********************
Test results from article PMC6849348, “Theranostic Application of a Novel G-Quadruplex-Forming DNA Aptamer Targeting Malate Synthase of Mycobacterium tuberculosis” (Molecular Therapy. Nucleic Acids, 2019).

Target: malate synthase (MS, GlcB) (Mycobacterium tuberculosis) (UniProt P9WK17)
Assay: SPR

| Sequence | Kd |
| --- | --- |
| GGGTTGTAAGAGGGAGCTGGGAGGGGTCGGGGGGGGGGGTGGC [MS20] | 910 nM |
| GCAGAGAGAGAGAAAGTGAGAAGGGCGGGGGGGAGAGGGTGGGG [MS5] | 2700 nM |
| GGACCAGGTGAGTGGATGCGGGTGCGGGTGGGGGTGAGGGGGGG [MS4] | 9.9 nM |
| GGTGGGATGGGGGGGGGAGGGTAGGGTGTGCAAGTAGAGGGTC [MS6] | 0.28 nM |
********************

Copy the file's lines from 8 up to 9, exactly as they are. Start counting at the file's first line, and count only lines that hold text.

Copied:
| GGACCAGGTGAGTGGATGCGGGTGCGGGTGGGGGTGAGGGGGGG [MS4] | 9.9 nM |
| GGTGGGATGGGGGGGGGAGGGTAGGGTGTGCAAGTAGAGGGTC [MS6] | 0.28 nM |